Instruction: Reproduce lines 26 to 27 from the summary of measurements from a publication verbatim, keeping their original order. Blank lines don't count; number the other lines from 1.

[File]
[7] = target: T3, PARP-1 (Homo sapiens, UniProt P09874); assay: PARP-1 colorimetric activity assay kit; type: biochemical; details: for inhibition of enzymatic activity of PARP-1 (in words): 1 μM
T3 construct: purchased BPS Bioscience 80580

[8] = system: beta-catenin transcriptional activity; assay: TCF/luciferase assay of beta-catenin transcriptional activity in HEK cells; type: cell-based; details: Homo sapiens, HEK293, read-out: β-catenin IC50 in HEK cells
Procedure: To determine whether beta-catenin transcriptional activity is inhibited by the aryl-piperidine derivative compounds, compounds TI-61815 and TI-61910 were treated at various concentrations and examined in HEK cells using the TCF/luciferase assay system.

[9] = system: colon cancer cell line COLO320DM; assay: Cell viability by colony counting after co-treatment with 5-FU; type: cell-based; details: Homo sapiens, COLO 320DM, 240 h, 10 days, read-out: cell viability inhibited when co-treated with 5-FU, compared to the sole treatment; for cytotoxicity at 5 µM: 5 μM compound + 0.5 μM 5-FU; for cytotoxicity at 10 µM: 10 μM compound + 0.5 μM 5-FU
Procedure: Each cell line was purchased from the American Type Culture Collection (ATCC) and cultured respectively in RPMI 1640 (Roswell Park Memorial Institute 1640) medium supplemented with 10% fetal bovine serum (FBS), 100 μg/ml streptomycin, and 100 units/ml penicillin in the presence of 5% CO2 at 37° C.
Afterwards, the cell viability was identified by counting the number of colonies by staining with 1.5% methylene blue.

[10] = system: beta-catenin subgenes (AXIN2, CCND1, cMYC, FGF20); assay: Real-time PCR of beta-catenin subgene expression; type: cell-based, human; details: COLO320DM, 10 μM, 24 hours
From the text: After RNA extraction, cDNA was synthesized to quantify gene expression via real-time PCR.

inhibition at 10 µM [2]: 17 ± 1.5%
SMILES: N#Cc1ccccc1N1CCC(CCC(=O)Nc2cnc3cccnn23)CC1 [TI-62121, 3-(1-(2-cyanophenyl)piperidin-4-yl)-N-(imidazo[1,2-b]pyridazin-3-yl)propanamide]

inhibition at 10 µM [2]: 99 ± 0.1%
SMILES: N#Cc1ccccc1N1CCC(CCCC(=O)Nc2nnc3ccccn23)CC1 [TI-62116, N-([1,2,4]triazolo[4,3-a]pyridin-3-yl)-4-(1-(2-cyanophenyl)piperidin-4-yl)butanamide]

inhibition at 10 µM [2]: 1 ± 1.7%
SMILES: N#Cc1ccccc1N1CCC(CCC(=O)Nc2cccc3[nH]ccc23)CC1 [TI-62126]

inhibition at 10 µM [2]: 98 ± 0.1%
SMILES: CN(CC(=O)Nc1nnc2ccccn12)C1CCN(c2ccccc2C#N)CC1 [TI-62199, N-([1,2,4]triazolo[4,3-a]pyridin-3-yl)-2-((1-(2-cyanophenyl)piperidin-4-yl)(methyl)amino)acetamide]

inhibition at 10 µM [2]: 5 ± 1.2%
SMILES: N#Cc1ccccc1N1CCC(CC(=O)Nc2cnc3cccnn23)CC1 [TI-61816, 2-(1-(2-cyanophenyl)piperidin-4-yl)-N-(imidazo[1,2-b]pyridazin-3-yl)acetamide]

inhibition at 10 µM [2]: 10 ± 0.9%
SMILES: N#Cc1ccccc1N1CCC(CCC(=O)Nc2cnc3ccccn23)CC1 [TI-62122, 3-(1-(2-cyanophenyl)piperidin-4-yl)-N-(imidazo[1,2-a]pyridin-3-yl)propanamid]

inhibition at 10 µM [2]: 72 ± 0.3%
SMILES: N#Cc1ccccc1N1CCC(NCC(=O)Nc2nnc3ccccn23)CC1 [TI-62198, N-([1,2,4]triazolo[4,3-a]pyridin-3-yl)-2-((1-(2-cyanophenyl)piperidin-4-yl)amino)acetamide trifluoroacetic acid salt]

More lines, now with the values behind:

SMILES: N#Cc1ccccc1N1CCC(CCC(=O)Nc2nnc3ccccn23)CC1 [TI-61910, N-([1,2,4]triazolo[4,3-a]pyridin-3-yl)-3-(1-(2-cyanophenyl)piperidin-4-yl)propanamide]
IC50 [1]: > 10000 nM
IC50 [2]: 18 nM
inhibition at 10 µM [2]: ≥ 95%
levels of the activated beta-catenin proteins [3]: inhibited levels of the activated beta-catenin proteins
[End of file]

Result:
IC50 [1]: > 10000 nM
IC50 [2]: 18 nM